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Problems of Syrian, Soviet Jews Discussed with Kissinger

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Foreign Minister Yigal Allon disclosed last night that the questions of Russian and Syrian Jewry were raised with Secretary of State Henry A. Kissinger during his talks with Israeli leaders here. Another subject was Israel’s continuing efforts to get the Egyptian authorities to agree to a resumption of the search for the bodies of Israeli soldiers missing on the Sinai front since the Yom Kippur War, Allon said.

He reported on those aspects of the Kissinger visit shortly after the Secretary of State left Israel for Saudi Arabia, the last stop on his current Mideast tour. Kissinger said, before departing from Ben Gurion Airport that he was convinced. Israel desired peace “more than any other country.” He repeated his previous statement–when he arrived in Israel–that there was no truth in reports of “difficulties and suspicion” between him and the Israeli leaders.

Allon said that Kissinger was asked to bring up the matter of Soviet Jews during his visit to Moscow later this month and to use American influence to convince the Russians to permit Jews to emigrate without delay. Allon stated that the Israeli leaders also stressed to Kissinger the increasingly serious plight of Jews in Syria. “We told him we understood the difficulty of raising this subject as a political question, but we thought it should be raised as a top priority humanitarian question,” the Foreign Minister said.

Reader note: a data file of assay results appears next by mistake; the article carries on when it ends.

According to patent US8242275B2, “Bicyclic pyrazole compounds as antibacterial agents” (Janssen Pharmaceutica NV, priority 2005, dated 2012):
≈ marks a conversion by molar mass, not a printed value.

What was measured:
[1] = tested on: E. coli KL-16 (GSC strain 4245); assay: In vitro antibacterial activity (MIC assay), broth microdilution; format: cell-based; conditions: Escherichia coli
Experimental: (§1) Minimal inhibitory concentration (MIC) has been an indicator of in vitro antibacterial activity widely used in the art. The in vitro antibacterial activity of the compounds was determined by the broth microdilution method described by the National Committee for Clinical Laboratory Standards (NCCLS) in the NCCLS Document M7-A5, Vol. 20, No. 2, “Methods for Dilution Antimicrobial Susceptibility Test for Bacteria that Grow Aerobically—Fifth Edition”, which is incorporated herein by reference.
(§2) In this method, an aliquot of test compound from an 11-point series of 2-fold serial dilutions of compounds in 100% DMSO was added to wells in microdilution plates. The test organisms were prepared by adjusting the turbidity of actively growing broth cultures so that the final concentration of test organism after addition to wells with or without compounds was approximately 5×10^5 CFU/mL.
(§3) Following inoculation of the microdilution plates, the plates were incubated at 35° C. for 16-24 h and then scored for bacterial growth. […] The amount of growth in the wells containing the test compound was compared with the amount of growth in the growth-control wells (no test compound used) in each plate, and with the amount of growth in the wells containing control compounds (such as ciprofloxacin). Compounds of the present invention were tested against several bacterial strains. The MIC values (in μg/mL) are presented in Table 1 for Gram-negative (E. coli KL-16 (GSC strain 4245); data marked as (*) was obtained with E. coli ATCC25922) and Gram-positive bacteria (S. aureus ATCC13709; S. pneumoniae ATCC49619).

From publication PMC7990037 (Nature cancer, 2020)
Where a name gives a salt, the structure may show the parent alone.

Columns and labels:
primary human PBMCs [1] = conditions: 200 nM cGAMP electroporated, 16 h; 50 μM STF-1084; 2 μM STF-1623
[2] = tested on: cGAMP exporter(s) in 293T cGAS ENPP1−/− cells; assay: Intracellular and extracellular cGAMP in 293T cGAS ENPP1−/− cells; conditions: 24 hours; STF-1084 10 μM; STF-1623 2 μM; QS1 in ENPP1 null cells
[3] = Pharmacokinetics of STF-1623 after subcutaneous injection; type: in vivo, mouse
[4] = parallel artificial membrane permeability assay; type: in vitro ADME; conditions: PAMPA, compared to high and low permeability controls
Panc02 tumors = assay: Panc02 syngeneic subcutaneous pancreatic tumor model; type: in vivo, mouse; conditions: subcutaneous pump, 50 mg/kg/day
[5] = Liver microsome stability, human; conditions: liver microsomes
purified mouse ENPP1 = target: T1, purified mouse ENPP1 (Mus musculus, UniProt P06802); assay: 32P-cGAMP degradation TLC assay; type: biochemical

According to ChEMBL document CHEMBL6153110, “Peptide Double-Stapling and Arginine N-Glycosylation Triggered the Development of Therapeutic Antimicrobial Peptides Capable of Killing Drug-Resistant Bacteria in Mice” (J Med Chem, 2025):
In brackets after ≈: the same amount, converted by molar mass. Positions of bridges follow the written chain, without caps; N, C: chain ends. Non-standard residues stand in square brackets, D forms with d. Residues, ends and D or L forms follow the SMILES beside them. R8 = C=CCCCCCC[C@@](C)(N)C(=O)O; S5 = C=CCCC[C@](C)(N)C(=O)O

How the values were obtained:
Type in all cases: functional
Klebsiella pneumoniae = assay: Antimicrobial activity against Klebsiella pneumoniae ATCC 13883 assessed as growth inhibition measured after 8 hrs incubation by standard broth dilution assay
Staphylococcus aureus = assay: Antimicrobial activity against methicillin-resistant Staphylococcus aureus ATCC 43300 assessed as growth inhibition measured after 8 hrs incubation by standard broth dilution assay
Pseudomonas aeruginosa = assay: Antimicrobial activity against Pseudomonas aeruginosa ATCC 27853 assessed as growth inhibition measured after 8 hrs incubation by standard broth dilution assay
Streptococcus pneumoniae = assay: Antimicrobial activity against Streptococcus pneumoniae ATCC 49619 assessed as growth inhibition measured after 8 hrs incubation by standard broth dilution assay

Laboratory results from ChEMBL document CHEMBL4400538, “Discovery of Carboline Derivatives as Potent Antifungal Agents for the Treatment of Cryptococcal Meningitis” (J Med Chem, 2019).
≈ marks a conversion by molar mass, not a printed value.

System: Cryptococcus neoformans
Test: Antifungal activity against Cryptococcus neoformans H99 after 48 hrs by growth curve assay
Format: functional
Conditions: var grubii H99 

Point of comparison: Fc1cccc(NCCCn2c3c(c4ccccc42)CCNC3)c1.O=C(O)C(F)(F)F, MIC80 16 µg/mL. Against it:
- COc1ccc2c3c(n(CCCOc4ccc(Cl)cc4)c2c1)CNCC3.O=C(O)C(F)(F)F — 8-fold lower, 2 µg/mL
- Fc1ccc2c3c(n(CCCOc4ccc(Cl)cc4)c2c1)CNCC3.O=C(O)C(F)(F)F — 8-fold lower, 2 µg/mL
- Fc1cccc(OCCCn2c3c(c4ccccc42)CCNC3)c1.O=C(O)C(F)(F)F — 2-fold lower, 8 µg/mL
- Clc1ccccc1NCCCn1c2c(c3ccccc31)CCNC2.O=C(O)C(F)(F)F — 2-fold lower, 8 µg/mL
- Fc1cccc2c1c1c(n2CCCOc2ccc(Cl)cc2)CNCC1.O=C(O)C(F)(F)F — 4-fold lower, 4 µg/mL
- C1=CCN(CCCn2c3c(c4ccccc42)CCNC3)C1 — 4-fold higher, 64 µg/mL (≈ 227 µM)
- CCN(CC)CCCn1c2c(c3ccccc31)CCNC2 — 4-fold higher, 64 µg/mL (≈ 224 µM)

ISSUE OF MIAS ALSO RAISED

He said Kissinger was also informed of the dismay in Israel over Egypt’s refusal to permit the continuation of the battlefield search for missing men and was asked to raise that matter in his next round of talks with Egyptian President Anwar Sadat. “We do not understand why the Egyptians are so harsh about it,” Allon said They called a halt to the body search several months ago although at least 58 bodies remain undiscovered.

A similar plea was made to Kissinger when he met with the parents of missing soldiers. They urged his intervention on the issue but all he could say was that he was acting on it and would continue to do so in the future, a source who attended the meeting reported.

The Secretary was also petitioned by a group of recent emigres from the USSR to ask Soviet authorities to permit the emigration of the children of Russian-Jewish activists who are refused visas. The group, all residents of an absorption center at Mevasseret Zion, outside of Jerusalem, appeared outside the King David Hotel where Kissinger stayed during his brief visit. They did not take part in the anti-Kissinger demonstrations going on at the same time. (See separate story)

The emigres explained in a letter to Kissinger that Jewish activists were asking friends in Israel to receive their children until such time as they were permitted to leave Russia.

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